For children, rubella is usually a mild viral illness that causes a spotty rash. If you catch it when you are pregnant, however, it can cause serious birth defects in your baby (such as deafness, heart defects, and brain damage).

More about rubella – IMAC

When it’s given and catching up

The MMR vaccine is offered to tamariki on the schedule at 12 months and 15 months, but an additional early dose may be available if there is an outbreak of measles.

For those who missed out on their MMR immunisations, it’s free for everyone under 18 years old – it does not matter what your visa or citizenship status is. This includes visitors to Aotearoa New Zealand.

For people over 18 years old, the MMR vaccine is free if you’re a resident, or eligible for free healthcare in New Zealand. Adults born before 1969 are not able to have an MMR vaccine.

Booking a vaccination appointment

Vaccination sites that give MMR vaccinations – Healthpoint

Catching up on missed immunisations

Pēpi (babies) 6 to 11 months

If there is a measles outbreak, or if you’re travelling to a country with an active measles outbreak, pēpi between the ages of 6 and 11 months may be advised to have an additional free dose of the MMR vaccine early. Talk to your doctor, nurse, or healthcare provider about this.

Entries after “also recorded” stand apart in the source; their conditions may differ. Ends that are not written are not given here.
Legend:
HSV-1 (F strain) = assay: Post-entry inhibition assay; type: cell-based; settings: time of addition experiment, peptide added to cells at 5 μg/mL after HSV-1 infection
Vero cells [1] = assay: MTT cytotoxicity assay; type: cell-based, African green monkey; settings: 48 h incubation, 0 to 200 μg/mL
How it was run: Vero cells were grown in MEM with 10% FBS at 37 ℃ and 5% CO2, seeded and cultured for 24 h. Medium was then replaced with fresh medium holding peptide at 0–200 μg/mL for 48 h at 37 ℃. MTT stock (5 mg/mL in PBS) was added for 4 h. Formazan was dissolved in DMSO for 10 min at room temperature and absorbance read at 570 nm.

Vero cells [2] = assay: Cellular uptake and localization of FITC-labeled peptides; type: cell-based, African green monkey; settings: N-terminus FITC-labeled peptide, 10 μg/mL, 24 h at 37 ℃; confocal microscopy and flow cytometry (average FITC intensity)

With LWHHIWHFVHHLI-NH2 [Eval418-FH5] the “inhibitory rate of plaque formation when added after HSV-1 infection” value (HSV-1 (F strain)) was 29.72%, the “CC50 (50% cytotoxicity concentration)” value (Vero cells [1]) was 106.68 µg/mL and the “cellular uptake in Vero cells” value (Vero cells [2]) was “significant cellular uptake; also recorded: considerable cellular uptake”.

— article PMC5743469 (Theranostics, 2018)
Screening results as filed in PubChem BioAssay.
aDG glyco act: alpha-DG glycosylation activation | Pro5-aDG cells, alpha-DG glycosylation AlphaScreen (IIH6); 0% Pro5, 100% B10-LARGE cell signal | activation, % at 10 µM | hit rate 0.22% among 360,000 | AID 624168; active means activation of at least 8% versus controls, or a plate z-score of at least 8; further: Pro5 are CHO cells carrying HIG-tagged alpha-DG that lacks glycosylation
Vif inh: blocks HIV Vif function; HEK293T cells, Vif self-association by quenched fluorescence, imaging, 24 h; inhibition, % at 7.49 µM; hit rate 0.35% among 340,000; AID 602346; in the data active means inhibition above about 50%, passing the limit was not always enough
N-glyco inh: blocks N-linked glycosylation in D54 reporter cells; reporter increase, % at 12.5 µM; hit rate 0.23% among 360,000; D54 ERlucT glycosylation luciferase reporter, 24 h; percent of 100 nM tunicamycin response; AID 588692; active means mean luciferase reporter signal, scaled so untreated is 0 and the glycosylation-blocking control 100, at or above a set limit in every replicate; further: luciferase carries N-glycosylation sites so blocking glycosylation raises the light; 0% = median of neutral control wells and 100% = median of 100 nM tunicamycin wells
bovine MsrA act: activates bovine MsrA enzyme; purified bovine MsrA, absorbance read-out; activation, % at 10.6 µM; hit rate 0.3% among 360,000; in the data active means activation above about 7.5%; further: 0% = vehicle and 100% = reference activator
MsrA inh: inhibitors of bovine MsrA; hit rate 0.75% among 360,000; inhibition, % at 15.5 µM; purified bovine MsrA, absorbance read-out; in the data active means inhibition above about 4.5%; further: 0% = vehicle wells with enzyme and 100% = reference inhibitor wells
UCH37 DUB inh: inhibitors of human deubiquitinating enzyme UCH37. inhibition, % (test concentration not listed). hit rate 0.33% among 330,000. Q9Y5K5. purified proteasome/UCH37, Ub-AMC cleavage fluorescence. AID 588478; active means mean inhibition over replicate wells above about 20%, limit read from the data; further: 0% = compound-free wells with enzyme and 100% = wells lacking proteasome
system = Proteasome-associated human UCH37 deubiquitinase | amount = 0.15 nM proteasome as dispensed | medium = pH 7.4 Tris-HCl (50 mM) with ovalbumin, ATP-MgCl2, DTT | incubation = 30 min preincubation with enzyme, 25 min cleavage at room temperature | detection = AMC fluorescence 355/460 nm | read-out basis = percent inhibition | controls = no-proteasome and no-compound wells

It’s very important your child still has their scheduled 2 doses at 12 and 15 months old.

Tamariki 12 months and 15 months old

The MMR vaccine is free and offered to tamariki at 12 months and 15 months.

If your child missed their MMR vaccine it’s free for them to catch up.

If you’re unable to confirm if they’ve already had 2 doses, they should get vaccinated anyway. There’s no risk in having extra doses.

Adults born after 1 January 1969

Many adults and rangatahi (young people) born between 1989 and 2004 in New Zealand were not vaccinated against measles.

Adults need to be up to date with MMR vaccinations to protect themselves and their community. For best protection, 2 doses are needed, a minimum of 4 weeks apart.

To check whether you have been vaccinated, contact your doctor, nurse, or healthcare provider.

If you’re unable to find out if you have been vaccinated, it’s recommended you get vaccinated as soon as possible. There’s no risk in getting extra MMR doses – it’s important to know you’ve had 2 doses.

The MMR vaccine is free for:

  • everyone under 18 years old (it does not matter what their visa or citizenship status is) and
  • those eligible for free healthcare in New Zealand (who were born on or after 1 January 1969).

Who can get free healthcare in New Zealand – Te Whatu Ora

Adults born before 1969

Adults born in New Zealand before the introduction of the measles vaccine in 1969 are not considered at risk from measles and do not need an MMR vaccine. This is because measles was common in New Zealand at the time, so most people built natural immunity from exposure.

Immunocompromised people cannot have the MMR vaccine